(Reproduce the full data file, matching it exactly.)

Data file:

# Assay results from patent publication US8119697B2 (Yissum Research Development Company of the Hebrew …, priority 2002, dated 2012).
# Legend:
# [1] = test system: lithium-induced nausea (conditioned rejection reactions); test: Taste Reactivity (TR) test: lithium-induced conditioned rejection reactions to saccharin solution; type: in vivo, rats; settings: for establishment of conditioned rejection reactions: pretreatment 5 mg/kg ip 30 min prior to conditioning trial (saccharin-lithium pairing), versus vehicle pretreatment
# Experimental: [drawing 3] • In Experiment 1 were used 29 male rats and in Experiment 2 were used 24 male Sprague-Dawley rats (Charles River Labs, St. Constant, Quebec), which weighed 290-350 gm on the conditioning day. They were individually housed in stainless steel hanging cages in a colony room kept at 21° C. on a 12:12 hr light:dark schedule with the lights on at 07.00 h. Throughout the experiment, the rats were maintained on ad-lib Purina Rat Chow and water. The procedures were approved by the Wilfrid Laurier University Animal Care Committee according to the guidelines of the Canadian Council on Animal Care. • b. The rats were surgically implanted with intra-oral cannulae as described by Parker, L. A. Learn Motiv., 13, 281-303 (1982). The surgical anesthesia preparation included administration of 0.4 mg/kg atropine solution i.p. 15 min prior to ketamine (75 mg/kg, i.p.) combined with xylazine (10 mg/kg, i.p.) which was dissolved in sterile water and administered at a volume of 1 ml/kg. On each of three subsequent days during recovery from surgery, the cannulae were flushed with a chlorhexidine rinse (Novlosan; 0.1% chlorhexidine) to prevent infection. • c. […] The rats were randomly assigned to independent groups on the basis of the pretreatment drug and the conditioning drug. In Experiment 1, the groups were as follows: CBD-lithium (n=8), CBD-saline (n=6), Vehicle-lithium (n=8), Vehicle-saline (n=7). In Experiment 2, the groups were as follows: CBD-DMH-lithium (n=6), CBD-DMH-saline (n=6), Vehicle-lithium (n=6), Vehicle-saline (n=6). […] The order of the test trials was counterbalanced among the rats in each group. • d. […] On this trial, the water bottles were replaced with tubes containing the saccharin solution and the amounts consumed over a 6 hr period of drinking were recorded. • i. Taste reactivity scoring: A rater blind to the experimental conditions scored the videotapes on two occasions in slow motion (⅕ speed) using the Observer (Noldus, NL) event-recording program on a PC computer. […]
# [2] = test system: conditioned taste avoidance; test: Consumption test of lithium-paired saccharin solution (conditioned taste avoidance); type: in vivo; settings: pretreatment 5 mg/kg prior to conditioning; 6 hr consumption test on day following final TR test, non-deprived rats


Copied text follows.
# Assay results from patent publication US8119697B2 (Yissum Research Development Company of the Hebrew …, priority 2002, dated 2012).
# Legend:
# [1] = test system: lithium-induced nausea (conditioned rejection reactions); test: Taste Reactivity (TR) test: lithium-induced conditioned rejection reactions to saccharin solution; type: in vivo, rats; settings: for establishment of conditioned rejection reactions: pretreatment 5 mg/kg ip 30 min prior to conditioning trial (saccharin-lithium pairing), versus vehicle pretreatment
# Experimental: [drawing 3] • In Experiment 1 were used 29 male rats and in Experiment 2 were used 24 male Sprague-Dawley rats (Charles River Labs, St. Constant, Quebec), which weighed 290-350 gm on the conditioning day. They were individually housed in stainless steel hanging cages in a colony room kept at 21° C. on a 12:12 hr light:dark schedule with the lights on at 07.00 h. Throughout the experiment, the rats were maintained on ad-lib Purina Rat Chow and water. The procedures were approved by the Wilfrid Laurier University Animal Care Committee according to the guidelines of the Canadian Council on Animal Care. • b. The rats were surgically implanted with intra-oral cannulae as described by Parker, L. A. Learn Motiv., 13, 281-303 (1982). The surgical anesthesia preparation included administration of 0.4 mg/kg atropine solution i.p. 15 min prior to ketamine (75 mg/kg, i.p.) combined with xylazine (10 mg/kg, i.p.) which was dissolved in sterile water and administered at a volume of 1 ml/kg. On each of three subsequent days during recovery from surgery, the cannulae were flushed with a chlorhexidine rinse (Novlosan; 0.1% chlorhexidine) to prevent infection. • c. […] The rats were randomly assigned to independent groups on the basis of the pretreatment drug and the conditioning drug. In Experiment 1, the groups were as follows: CBD-lithium (n=8), CBD-saline (n=6), Vehicle-lithium (n=8), Vehicle-saline (n=7). In Experiment 2, the groups were as follows: CBD-DMH-lithium (n=6), CBD-DMH-saline (n=6), Vehicle-lithium (n=6), Vehicle-saline (n=6). […] The order of the test trials was counterbalanced among the rats in each group. • d. […] On this trial, the water bottles were replaced with tubes containing the saccharin solution and the amounts consumed over a 6 hr period of drinking were recorded. • i. Taste reactivity scoring: A rater blind to the experimental conditions scored the videotapes on two occasions in slow motion (⅕ speed) using the Observer (Noldus, NL) event-recording program on a PC computer. […]
# [2] = test system: conditioned taste avoidance; test: Consumption test of lithium-paired saccharin solution (conditioned taste avoidance); type: in vivo; settings: pretreatment 5 mg/kg prior to conditioning; 6 hr consumption test on day following final TR test, non-deprived rats